• Ceres, Goddess of Agriculture, Returns to State House
  • Heritage Ciders from Tannic Apples: New England’s OG Wine
  • Local Wineries & Cider Makers Tackle Food Waste with Collaboration
  • Ceres, Goddess of Agriculture, Returns to State House

    Agriculture has regained its place of pride in the Vermont state house as the new Ceres sculpture was lifted into place on November 30th. This version, made by local artists Chris Miller and Jerry Williams, is expected to reside on the golden dome for 150 years. 

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  • Heritage Ciders from Tannic Apples: New England’s OG Wine

    Your favorite apples from the grocery store don’t have much in the way of tannin, and they make an alcoholic cider that New Englanders from the Founding Fathers time would have scorned - cider was once the wine of the Northeast, and today heritage ciders are bringing back that tradition. 

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  • Local Wineries & Cider Makers Tackle Food Waste with Collaboration

    The crispness of fall has given way to chillier nights and snow dusted mornings throughout much of Vermont. It’s the season to tuck in with a glass of local wine or cider in hand. As you sip slowly, here's some food (or drink) for thought: what happens to the waste produced in the creation of your beverage? Where does that spent grape must and pomace go, aside from the compost bin?

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Publishers' Note Spring 2009


Written on

March 01 , 2009

Let’s look at what we Vermonters might eat on a typical day in, say, March. Hot steaming oatmeal with dried apples and maple syrup starts the day. For lunch, we make a soup with root vegetables and barley—and of course we’ll add a slice of multigrain bread. Finally, dinner consists of baked beans, sausage, and sauerkraut. And during the cooking process for all these meals, we would inevitably use salt and oil.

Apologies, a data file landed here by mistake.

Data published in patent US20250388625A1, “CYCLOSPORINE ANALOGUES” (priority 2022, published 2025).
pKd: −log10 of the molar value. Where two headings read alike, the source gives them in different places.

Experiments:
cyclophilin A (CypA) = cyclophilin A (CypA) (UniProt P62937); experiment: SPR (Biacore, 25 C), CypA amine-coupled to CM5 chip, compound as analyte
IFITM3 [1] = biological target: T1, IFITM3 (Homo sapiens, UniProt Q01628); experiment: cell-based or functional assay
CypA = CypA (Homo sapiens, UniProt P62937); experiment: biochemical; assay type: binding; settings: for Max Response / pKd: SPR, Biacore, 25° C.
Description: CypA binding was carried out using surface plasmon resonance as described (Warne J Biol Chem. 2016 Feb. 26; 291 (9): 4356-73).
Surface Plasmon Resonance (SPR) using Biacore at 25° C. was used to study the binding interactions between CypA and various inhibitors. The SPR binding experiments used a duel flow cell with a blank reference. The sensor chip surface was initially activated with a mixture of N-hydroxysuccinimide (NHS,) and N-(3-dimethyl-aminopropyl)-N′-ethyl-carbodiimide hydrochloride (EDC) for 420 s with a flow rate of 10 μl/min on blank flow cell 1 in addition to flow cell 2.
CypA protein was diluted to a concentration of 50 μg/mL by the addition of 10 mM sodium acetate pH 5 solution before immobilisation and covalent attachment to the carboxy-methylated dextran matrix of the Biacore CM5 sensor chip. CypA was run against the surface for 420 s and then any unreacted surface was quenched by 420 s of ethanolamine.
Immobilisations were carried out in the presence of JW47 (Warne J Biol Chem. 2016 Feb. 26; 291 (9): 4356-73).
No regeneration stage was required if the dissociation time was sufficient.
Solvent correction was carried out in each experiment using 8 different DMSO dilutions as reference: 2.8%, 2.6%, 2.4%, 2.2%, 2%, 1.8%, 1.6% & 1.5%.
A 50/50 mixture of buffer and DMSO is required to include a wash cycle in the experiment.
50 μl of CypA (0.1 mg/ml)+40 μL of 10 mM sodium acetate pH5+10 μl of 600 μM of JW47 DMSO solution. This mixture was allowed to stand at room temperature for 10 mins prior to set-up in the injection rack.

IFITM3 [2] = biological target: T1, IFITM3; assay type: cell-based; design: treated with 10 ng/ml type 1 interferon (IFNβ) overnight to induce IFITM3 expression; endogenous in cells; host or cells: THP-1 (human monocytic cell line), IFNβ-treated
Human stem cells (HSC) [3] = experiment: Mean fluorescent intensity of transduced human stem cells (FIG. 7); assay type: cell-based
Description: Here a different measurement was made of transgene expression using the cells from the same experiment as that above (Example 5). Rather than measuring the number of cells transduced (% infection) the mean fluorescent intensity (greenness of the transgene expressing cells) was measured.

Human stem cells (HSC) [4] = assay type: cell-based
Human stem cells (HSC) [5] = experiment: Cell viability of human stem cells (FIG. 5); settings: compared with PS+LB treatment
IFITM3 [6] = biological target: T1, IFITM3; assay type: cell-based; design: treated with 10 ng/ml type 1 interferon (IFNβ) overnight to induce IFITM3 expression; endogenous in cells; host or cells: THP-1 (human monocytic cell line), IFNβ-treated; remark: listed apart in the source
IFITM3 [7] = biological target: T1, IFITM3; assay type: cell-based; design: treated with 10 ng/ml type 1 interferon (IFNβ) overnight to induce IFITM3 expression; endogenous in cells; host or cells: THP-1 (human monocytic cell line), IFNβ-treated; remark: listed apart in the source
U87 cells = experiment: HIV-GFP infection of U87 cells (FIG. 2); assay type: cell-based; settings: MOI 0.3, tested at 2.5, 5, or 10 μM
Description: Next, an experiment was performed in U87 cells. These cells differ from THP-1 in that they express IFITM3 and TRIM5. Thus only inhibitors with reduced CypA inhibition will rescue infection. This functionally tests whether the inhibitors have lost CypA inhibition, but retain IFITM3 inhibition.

What these three meals have in common is that they involve staple crops—oats, barley, wheat, beans—and require necessary additions like oil and salt. These are foods we regularly turn to, and that form the basis of our diets, yet they’re hard to find at farmers’ markets and are not widely grown or produced in Vermont. They may lack the aesthetic beauty of a bright red pepper or a bunch of colorful chard, yet without them our recipes would consist of little more than vegetables and meat!

As our economy is shifting from fat to lean times, we thought it was a good opportunity to take a look at what’s being done in our state to address the availability of staple foods. It’s easy to take for granted the multitude of food items that are available from all over the world, but if our access to them becomes limited by a downturn in the global economy, what good are they? How does our dependence on staple crops from far away affect our food security?

This issue of Local Banquet explores the growing and processing of a number of basic foods in Vermont. We’ve asked: Who’s growing them? What are the challenges in growing them? And how does Vermont’s lack of infrastructure for milling, pressing, and threshing figure into the equation? We found the answers to these questions quite exciting. For example, in this issue there’s a story about Linda and Takeshi Akaogi, who have been trialing rice with the dream of establishing it as a commercial crop in our cold climate. In another article, we take a look at a group of people who have started a bean threshing co–op in the Montpelier area.

We also peer back at our history, with the hope of gaining some perspective on the challenges of today. And we delve into how simple, inexpensive meals—peasant foods—can and should grace our tables.

Staple foods are woven into the culture and cuisine of all peoples. Such crops have nourished us through the ages and are the backbone of any strong local food system. When the production, processing, and exchange of these important foods is performed on the local/regional level, we create communities that value and support nutritious food, environmental sustainability, social justice, small farms, and strong local economies.

Barbi Schreiber
Meg Lucas

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Our stories, interviews, and essays reveal how Vermont residents are building their local food systems, how farmers are faring in a time of great opportunity and challenge, and how Vermont’s agricultural landscape ties into larger questions of sustainability and the future of our food supply. 

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